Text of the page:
Overall, if someone does have a style of their own I can see it fair to encourage if it looks good and assist on the wrong areas but not to say he or she can't draw at all. >.<' Is just wrong I think.
ElfenSciuridae
6 years, 6 months ago
Style is everything. The Tick would not be The Tick if he did not have that 3ft lower jaw sticking out from under his head!
http://images.fanpop.com/images/image_uploads/The-Tick...
Shardshatter
6 years, 6 months ago
Oh my fucking God! You hit the nail right on the head. The jerks expecting or even needing people to draw like their textbooks is so stinking annoying. I see folks trying to browbeat people like Jollyjack or bash Humberto Ramos for stylizing and emphasizing their art and I get nauseous. And it's never really about the art, it's about this long trend of homogenization that folks are forcing down others throats. The Loomis worshipers who cite the anatomy argument seem to forget that everyone doesn't want to be just some lame figure drawing cult member like themselves or a photographer who uses pencils. Without style, there is no bit of the artist in the piece. And these assholes would love that. It just means that there is a way to quantify art in general. Making it a binary decision like a math equation, between right or wrong and not upon what's most striking in the piece. Yes, there are certain body proportions that make sense to the human mind, but there is also skewing that to get a certain feel off of the character or emphasizing parts of them to appeal to tastes.

I could go on and on with this, but it just makes me mad to think about it. I've seen many an art discussion ruined by the loudest whiner in the room using those stupid arguments that aren't factual, but personal taste of the most elitist pricks who were spanked too hard by art professors and think they can assimilate every cartoonist, painter, and doodler who comes across their path. Ignoring tone, emphasis, what the artist was going for, what they normally draw, and being stubbornly close-minded burns my biscuits. I know there are people leaning on crutches as far as their art goes out here, but just because it's become the "in thing" to try and break someone down and be "superior" at all times doesn't it's acceptable to be a rude asshole when critiquing others or do so, in depth, when no one asked you to.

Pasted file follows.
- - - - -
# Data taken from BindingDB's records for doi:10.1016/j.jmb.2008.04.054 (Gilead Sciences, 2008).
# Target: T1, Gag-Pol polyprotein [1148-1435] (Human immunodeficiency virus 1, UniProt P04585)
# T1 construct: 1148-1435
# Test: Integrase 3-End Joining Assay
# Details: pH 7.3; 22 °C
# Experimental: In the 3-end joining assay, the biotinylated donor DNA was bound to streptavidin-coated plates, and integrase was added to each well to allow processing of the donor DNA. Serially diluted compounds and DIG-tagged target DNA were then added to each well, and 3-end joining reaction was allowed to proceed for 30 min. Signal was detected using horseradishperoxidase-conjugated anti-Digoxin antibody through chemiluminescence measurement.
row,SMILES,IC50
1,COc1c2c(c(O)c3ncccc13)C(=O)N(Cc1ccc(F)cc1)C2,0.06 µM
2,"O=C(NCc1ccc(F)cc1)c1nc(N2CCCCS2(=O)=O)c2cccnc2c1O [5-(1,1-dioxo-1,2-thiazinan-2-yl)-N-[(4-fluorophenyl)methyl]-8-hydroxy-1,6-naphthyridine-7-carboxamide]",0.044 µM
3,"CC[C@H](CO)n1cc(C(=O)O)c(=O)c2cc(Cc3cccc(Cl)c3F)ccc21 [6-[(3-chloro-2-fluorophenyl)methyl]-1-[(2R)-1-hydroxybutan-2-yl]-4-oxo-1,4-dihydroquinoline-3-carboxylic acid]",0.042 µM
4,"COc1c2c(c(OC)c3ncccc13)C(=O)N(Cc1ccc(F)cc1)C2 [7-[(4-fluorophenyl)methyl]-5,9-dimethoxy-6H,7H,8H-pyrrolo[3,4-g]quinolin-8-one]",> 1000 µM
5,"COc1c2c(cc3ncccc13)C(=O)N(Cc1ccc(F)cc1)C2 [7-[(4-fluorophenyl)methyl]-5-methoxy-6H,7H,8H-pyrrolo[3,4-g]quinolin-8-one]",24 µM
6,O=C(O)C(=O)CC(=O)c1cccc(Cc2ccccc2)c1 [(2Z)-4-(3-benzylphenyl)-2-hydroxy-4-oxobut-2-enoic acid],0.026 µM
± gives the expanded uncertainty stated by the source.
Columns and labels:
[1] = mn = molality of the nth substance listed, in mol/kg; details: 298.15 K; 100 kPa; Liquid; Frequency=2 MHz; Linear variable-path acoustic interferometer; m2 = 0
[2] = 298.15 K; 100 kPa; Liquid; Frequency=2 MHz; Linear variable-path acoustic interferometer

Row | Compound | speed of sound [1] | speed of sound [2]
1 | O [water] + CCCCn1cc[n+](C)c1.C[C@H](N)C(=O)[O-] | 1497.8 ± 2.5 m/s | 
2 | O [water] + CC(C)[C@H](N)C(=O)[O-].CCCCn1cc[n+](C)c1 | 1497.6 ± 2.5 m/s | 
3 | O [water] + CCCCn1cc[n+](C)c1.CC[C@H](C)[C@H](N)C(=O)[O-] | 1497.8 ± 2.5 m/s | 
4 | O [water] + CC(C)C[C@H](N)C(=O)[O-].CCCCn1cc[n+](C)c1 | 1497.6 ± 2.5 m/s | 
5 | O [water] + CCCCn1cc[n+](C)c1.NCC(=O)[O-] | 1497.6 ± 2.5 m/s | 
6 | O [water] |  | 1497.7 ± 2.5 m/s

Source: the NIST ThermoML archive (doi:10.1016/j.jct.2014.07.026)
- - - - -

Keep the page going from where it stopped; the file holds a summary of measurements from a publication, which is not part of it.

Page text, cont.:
Thank you for bringing this up, man. Thank you for bringing this to light and starting the discussion. Because it seems to me that anyone with an iota of smarts or ability is on the side of the fence where the rational folks are.
Watchering
6 years, 6 months ago
https://www.youtube.com/watch?v=9K1Kd9mZL8g

When they talk about stylized vs photo realism I think applies here too even though they're taking about video games. Personally it annoys me seeing people complaining about things like "where are her organs?, she must have back problems, breasts don't look like that" I get I know you don't like this stuff and it confuses you. That's par for the course but how did you get to this picture to complain though?  
Rhemora
6 years, 6 months ago
I know that I cannot draw but I can still see some things that sometimes artists miss out on and when they ask I do tell them what I see that could be improved, I am not one to be an outright prick like some of the people in that image were, I know that proportion is in the eye of the artist and we shouldn't think that we can do better just because someone else did the picture in question. In the end a lot of critics who just criticize for the joy of feeling big should just sit down and be quiet so the rest of us can enjoy ourselves more in life.